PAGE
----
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White Mountain Challenge: A South To North Route Plan

Moosilauke-to-Cabot in Caltopo

Download a PDF Spreadsheet of this Route

Drill down on the map interactively from Caltopo

This is the route plan I developed for my first White Mountain Challenge attempt, a complete traverse of all 48 of the AMC White Mountain 4000 footers in one continuous multi-day backpacking trip. This plans documents an unsupported hike without any resupplies, starting with 28 pounds of food for 15 days + 3 rest days. That’s a very difficult schedule and I couldn’t keep up that kind of pace. On hindsight, I think it’s unrealistically short when you factor in bad weather delays for the higher above-treeline peaks.

I’m happy to share this information with you and it will definitely speed up your planning process if you want to attempt this hike.

The Caltopo map shown here is interactive, so you can drill down into it if you want to see the actual detailed route. I wouldn’t recommend downloading the GPS data points from this map and trying to hike it. Caltopo is a convenient tool for providing an overview of this route, but the USGS mapping data it displays is out of date and inaccurate with missing or re-routed trails, bridges and roadways. In reality, you’ll want to scout parts of your route by foot if you’re unfamiliar with the White Mountains and use multiple maps from different sources including maps for rail trails, snowmobile trails, forest and logging roads, and moutain bike trails.

Dsiclaimer: The author of this site is not responsible any damage, personal injuries or death as a result of the use of any information, maps, routes, advice, gear or techniques discussed on this blog and web site. All outdoor activities are carried out at your own risk.

Route Planning Advice

  • When planning a long hike in the White Mountains, your best bet is to use National Geographic’s White Mountains Trails Illustrated Explorer digital mapping tool. It’s been programmed to use the Appalachian Mountain Club’s White Mountain Guide mileage and elevation gains, which are all measured using a wheel and not based on GPS approximations. The editor of the White Mountain Guide advised me to use this program instead of the online White Mountain Guide. Both of these programs use the same data, but the National Geographic tools are much easier to use for multi-day route planning.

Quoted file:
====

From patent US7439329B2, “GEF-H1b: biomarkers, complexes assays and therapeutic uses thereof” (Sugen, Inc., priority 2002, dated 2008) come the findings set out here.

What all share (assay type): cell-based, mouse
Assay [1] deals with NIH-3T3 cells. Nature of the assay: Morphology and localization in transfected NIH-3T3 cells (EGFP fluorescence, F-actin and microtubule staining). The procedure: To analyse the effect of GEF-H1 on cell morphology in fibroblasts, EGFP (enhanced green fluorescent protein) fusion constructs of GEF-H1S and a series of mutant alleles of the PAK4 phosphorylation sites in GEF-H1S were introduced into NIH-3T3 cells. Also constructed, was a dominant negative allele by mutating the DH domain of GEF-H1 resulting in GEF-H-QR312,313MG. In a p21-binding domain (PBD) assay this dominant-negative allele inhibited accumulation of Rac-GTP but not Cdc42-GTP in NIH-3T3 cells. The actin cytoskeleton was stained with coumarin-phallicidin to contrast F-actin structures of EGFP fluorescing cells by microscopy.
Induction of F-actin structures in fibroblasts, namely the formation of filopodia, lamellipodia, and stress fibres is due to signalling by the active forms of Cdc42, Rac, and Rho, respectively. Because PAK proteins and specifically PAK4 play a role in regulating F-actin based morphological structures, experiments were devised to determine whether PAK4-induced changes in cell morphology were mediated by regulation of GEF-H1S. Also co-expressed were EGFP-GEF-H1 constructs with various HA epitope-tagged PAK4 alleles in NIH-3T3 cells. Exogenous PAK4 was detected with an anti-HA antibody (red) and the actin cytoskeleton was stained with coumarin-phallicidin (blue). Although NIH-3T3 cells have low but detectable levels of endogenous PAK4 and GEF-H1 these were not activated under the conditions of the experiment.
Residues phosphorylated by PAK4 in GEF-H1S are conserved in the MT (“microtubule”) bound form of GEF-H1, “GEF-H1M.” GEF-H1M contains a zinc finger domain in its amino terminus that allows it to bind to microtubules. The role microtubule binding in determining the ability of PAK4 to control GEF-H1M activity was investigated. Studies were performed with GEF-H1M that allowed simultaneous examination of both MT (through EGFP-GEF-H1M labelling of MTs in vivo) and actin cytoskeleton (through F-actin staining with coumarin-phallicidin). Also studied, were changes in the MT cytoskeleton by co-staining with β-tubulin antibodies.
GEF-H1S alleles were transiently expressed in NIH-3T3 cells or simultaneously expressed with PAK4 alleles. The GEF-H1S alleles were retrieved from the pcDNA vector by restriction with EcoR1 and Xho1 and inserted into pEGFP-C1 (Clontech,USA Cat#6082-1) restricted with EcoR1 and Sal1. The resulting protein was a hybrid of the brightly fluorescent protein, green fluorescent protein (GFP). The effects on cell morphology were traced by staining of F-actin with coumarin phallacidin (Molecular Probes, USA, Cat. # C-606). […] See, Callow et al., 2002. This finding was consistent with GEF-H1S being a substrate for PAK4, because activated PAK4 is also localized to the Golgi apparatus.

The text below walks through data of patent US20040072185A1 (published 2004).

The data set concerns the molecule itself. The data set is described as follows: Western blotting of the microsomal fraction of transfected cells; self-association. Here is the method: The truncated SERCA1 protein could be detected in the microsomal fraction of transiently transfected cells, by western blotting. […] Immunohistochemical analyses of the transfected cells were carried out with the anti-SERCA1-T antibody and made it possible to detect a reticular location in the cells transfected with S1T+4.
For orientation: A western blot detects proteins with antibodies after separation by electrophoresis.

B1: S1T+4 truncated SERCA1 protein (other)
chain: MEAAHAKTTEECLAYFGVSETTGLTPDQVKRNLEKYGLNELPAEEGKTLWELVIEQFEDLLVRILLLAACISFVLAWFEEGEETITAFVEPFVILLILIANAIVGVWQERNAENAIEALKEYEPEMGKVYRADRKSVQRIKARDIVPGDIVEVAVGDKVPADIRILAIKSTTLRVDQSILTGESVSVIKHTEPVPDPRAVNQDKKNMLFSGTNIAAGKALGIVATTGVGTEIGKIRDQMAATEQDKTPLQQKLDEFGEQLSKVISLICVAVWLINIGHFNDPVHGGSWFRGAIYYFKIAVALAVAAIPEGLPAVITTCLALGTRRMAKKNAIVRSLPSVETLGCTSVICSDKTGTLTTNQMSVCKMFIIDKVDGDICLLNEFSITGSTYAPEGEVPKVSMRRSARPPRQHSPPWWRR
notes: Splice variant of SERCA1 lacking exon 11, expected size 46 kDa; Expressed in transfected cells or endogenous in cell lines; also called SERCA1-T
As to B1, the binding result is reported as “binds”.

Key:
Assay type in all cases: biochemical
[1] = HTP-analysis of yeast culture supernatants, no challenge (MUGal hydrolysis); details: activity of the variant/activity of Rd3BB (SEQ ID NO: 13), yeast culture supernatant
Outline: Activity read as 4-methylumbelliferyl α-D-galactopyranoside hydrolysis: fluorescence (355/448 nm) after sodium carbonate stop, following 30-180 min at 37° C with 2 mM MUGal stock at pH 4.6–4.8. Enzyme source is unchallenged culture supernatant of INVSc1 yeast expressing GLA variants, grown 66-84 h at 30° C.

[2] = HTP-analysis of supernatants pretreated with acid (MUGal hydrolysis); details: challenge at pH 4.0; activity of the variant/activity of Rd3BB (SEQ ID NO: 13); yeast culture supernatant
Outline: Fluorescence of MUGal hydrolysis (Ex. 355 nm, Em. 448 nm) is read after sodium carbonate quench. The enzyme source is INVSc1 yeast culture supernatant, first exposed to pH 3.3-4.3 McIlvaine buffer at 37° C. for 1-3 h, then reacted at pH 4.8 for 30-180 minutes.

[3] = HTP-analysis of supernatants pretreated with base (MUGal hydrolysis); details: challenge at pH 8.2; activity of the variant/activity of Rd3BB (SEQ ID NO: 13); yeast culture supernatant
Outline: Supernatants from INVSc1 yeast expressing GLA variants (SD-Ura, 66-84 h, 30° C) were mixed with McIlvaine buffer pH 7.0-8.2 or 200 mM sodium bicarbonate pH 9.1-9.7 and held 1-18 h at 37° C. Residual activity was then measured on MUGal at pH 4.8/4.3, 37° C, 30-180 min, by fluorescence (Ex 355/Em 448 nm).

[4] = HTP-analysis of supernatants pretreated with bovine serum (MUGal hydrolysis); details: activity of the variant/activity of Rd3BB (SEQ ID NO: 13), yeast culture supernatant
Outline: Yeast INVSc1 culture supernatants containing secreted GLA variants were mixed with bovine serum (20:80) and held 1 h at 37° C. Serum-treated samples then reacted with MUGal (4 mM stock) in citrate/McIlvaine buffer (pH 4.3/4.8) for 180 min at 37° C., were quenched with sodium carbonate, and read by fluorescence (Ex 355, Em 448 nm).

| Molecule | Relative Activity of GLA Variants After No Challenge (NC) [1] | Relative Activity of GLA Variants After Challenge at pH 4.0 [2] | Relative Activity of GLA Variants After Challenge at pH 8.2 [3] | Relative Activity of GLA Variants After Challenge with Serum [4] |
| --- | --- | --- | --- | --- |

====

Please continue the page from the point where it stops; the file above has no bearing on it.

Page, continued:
• I recommend you find other maps for rail trails, snowmobile trails, forest and logging roads, cross-country ski trailsm and moutain bike trails which are not typically shown on hiking-specific or USGS maps. Historic maps of the area can also be useful for finding routes which are no longer officially maintained but still widely used by local hikers.
  • Don’t carry your food up peaks when you don’t have to. While it’s illegal to cache food on Forest Service land for more than 24 hours, you can hang it for a few hours and climb a peak without it. Doing this is a big energy saver and a good trick to exploit whenever possible.
  • Water is very heavy, so avoid carrying extra whenever possible. There are some dry stretches and ridges however, so plan carefully to avoid running out and bring plenty of extra carrying capacity. This is where local knowledge is very helpful. There are many water sources not shown on maps.
  • Don’t forget to factor in weather delays. especially when hiking above-treeline sections where lightning danger in thunderstorms is a real concern. Carry extra food because you may have to sit in a valley for a day or two for thunderstomrs to clear out before you climb an above-treeline summit.
  • It’s best to hike above-treeline sections before 2 pm when the threat of thunderstorms increases , particularly from June through August.
  • Avoid trails that are very hard to hike when easier alternative are available, even if they require walking a longer distance.

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